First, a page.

Saturday, November 19, 2005

OJ - Hang Up the Phone 

OJ Simpson got on the phone to do at least one interview after a jury found actor Robert Blake responsible for Blake's wife's murder and awarded her children $30 million in a civil trial. Enraged by a justice system that would allow both him and Blake to be found not guilty in a criminal trial but then responsible in a civil trial, Simpson is mad as hell and he's not going to take it any more. Well, actually he is going to take it since he's under court order, but he's not going to be quiet about it. And he's not going to improve his image much by his statements or by the company he's choosing to keep.

Early on in the article, he poses this question regarding civil v. criminal trials:
"I still don't get how anyone can be found not guilty of a murder and then be found responsible for it in any way shape or form," Simpson said in a phone interview from his Florida home. "... If you're found not guilty, how can you be found responsible? I'd love to hear how that's not double jeopardy."

Later he answers his own question, quite eloquently:
Simpson said Blake was subjected to an unfair system in which a civil jury can essentially reverse a criminal jury's finding by using a lesser standard of proof in which jurors need be convinced only by "a preponderance of the evidence," meaning at least 51 percent.

"If that was the standard in criminal trials, only 51 percent, then so many people would be convicted that we'd have to build more jails," Simpson said. "The standard is the difference."

Yes, OJ, the standard is the difference. And the jail time. And the action. And the parties to the action. Criminal trial: beyond a reasonable doubt, liberty interest, criminal code and the state. Civil trial: preponderance of the evidence, monetary & social interest, civil code and other citizens.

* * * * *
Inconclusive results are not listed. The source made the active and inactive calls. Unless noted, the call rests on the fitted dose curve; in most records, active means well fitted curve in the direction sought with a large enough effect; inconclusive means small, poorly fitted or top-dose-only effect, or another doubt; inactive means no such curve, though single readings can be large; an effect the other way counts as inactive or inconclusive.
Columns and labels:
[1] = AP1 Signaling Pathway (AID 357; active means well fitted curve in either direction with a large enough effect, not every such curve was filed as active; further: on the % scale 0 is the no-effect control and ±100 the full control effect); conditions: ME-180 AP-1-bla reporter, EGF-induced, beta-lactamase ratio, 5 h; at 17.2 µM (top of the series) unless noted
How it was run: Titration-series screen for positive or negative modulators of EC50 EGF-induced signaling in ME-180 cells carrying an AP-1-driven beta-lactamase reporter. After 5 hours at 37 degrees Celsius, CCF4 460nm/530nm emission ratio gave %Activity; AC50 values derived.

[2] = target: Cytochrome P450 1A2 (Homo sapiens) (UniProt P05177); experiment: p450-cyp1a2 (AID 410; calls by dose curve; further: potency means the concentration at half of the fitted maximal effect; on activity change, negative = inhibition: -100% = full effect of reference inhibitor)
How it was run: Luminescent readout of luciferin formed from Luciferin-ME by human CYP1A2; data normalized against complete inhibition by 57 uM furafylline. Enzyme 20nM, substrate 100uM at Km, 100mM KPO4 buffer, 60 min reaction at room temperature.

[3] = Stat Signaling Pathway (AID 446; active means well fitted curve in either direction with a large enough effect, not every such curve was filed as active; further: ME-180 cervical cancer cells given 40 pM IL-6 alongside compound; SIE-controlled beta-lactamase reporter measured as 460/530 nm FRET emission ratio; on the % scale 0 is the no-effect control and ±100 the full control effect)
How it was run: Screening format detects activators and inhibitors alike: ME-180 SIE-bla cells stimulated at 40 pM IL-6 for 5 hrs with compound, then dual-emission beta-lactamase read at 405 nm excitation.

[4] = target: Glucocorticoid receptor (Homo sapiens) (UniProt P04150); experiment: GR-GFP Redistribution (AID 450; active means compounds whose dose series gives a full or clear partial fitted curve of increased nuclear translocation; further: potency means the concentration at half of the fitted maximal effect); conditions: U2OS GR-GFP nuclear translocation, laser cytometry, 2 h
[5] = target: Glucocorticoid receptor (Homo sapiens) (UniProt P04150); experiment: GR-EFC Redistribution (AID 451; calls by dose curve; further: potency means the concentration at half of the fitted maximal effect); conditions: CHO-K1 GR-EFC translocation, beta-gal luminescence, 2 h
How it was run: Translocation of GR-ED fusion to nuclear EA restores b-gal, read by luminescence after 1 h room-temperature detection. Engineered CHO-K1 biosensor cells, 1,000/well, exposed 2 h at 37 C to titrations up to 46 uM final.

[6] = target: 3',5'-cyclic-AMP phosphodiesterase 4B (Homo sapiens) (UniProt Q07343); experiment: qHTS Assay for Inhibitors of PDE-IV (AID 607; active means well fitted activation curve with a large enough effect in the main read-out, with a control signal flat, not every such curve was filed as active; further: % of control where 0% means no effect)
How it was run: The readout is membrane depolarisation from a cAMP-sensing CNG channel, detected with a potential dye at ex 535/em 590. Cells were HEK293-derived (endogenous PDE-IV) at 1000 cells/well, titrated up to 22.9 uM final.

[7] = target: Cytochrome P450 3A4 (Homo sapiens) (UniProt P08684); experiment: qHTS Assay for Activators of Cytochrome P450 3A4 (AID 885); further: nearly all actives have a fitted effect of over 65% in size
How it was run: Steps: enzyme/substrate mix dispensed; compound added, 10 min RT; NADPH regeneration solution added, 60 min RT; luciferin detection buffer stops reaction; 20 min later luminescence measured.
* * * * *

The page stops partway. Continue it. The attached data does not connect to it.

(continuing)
Not content to voice his discontent with the justice system, he also expressed his alarm that the awards levied against him and Blake were both around $30 million (Simpson's was $33.5 million): "It was too coincidental," he said.

Where do I even go with that one? I'll leave it to the other conspiracy theorists.

He holds on to the hope that someday a brave acquitted-but-held-responsible-for-the-death individual will be able to present the civil-criminal dilemma to the Supreme Court. Alas, poor OJ, I fear you won't be happy with the outcome. Better hang on to the phone.

Simpson also had some words of damnation for his and Blake's attorneys. He found it disturbing to watch the lawyers "grandstanding" in court in the hopes of TV and book deals. He's certain that Blake's attorneys will have a book deal in short order, as Simpson's did. Guess what OJ? These criminal attorneys are the ones that kept your ass out of jail and able to complain about the system that has allowed you to continue living on your untouchable pension in sunny Florida ($25,000/month).

Now, if you feel bad for OJ since he seems to be harbouring such bitterness for his lot in life, don't worry. He has words of comfort for his fans: "Trust me," Simpson said. "I'm happy with my life. I'm not complaining." Seems his pension is off-limits to civil recovery, so he's well-financed down in Florida. And he has his friends and family. He sends Robert Blake advice that as long as he has friends and family, he'll be fine. This is the same advice he gave Michael Jackson.

Hey OJ? If you're trying to sway public opinion, you might try to find a different set of people with whom you wish to be associated. Take some lessons from other celebs who overcame their misdeeds, innocent or guilty, responsible or not. Maybe you could use some of your monthly $25K to set up a scholarship fund for unemployed law students, in the hopes of inspiring changes in the legal system? I know someone who could use a little tuition infusion right about now!

And I think that actually, you are complaining.

Posted by Beth Henderson at 9:27 AM